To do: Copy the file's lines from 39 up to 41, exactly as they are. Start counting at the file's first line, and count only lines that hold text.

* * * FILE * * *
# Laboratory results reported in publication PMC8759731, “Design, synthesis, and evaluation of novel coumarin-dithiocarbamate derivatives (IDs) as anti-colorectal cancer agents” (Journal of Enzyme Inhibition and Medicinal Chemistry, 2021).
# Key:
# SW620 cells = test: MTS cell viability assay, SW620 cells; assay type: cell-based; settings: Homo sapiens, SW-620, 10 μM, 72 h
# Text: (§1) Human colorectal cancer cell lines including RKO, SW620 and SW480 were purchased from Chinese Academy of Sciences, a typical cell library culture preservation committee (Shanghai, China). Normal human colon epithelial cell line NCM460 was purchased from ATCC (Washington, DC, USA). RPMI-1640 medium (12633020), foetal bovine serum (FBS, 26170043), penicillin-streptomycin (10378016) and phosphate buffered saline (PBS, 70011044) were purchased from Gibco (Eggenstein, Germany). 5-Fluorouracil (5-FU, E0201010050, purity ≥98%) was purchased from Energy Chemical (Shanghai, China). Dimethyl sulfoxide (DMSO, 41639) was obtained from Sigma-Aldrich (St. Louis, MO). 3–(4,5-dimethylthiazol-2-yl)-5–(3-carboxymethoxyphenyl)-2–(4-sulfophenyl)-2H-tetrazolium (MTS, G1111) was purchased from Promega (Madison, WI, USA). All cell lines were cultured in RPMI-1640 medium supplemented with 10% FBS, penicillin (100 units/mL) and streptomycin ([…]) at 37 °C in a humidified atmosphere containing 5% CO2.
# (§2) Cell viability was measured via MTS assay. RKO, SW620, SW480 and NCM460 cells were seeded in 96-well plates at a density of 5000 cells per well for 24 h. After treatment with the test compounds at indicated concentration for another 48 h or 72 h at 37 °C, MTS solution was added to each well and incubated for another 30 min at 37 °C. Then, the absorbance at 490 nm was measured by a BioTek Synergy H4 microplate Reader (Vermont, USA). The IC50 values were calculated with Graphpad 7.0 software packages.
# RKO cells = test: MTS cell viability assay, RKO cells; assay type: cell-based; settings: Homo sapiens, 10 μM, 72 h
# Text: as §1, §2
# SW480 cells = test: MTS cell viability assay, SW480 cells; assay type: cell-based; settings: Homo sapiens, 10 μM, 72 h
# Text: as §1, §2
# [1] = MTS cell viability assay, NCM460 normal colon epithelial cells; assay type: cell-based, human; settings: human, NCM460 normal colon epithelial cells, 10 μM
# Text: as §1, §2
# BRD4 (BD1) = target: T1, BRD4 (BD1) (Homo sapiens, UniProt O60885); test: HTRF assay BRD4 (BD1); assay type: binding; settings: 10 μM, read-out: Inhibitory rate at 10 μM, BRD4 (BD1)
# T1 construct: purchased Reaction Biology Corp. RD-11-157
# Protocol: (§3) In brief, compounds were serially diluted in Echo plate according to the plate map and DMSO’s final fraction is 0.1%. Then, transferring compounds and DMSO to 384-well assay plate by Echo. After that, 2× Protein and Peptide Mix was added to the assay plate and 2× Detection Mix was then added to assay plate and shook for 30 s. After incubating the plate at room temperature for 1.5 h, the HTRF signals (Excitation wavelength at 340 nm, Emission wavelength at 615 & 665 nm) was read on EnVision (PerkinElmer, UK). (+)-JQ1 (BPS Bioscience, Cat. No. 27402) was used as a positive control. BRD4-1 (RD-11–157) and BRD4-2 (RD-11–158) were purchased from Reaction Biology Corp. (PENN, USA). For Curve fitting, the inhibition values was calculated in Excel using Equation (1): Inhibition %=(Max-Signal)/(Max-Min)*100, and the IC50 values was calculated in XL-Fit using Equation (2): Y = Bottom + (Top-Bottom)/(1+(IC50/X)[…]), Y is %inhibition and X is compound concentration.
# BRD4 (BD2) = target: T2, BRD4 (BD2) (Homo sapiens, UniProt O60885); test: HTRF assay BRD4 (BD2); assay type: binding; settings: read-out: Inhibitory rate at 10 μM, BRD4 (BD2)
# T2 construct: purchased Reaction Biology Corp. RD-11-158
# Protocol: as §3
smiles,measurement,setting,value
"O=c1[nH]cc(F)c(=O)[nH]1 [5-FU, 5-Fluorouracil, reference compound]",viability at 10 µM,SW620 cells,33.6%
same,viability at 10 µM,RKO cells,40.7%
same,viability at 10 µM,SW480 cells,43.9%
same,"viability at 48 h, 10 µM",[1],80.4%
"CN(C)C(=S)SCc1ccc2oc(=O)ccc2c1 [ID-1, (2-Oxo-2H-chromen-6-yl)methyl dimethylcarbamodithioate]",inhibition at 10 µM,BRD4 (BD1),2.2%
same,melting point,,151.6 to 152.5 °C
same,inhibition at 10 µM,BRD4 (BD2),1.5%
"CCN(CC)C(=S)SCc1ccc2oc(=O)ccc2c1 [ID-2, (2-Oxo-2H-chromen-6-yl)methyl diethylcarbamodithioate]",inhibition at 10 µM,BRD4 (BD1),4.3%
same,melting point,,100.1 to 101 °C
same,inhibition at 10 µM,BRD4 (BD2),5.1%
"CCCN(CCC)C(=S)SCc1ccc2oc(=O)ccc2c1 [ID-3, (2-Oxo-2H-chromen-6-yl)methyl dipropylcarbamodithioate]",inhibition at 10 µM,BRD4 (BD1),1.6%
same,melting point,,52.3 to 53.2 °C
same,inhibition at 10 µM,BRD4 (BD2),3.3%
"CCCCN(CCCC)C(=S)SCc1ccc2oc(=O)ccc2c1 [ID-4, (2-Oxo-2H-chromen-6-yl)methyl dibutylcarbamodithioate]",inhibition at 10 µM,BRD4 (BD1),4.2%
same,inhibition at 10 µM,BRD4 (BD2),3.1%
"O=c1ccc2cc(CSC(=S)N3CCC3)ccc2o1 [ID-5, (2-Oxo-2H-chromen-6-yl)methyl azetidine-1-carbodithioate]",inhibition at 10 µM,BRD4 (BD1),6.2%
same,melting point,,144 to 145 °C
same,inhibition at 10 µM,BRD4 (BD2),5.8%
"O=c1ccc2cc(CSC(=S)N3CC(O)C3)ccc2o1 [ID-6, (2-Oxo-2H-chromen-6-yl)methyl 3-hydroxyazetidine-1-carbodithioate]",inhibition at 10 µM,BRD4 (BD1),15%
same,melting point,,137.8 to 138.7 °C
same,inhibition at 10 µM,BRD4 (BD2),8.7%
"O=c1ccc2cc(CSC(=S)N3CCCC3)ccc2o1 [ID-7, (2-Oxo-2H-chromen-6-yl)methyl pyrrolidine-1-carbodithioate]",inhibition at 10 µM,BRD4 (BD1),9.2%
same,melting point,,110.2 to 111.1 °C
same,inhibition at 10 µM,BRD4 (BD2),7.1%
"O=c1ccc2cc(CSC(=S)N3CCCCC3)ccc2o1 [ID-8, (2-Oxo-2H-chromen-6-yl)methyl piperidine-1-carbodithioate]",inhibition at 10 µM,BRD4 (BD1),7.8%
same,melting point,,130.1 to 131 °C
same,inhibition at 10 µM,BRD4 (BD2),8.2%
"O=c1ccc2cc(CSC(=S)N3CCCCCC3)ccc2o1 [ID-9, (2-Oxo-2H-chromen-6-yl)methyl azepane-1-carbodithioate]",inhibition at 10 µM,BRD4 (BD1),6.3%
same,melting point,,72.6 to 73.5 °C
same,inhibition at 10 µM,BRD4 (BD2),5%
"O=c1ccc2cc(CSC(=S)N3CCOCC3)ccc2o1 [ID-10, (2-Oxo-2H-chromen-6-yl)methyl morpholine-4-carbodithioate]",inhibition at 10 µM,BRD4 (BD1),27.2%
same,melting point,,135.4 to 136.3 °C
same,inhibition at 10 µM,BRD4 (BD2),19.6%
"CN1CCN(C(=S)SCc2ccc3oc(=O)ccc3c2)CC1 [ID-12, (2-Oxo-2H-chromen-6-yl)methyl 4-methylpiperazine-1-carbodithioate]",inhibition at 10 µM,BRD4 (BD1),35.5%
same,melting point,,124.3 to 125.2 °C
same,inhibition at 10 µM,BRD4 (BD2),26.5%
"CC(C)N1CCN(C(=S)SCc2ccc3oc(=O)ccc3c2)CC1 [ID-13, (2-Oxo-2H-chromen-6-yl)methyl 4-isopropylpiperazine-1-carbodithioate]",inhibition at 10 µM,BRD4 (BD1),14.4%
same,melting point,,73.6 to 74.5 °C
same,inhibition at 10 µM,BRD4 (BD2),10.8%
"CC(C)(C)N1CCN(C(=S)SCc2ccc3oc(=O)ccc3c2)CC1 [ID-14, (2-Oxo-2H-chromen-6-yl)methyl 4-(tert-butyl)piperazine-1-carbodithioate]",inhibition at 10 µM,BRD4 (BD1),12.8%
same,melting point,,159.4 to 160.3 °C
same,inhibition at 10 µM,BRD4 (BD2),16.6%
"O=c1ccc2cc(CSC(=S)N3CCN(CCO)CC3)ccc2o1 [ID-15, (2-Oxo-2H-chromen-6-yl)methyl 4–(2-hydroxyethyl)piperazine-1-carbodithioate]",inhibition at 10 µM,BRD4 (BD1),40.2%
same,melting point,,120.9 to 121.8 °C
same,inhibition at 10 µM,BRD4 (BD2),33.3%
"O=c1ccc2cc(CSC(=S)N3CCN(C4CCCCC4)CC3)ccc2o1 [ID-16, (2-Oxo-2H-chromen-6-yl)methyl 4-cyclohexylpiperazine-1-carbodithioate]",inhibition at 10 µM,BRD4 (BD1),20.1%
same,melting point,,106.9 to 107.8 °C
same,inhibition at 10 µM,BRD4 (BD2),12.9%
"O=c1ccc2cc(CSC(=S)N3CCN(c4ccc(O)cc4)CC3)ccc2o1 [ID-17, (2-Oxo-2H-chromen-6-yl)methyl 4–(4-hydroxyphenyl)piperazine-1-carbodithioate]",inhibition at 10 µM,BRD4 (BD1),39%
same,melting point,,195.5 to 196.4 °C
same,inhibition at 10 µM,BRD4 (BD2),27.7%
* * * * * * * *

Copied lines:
same,inhibition at 10 µM,BRD4 (BD2),8.7%
"O=c1ccc2cc(CSC(=S)N3CCCC3)ccc2o1 [ID-7, (2-Oxo-2H-chromen-6-yl)methyl pyrrolidine-1-carbodithioate]",inhibition at 10 µM,BRD4 (BD1),9.2%
same,melting point,,110.2 to 111.1 °C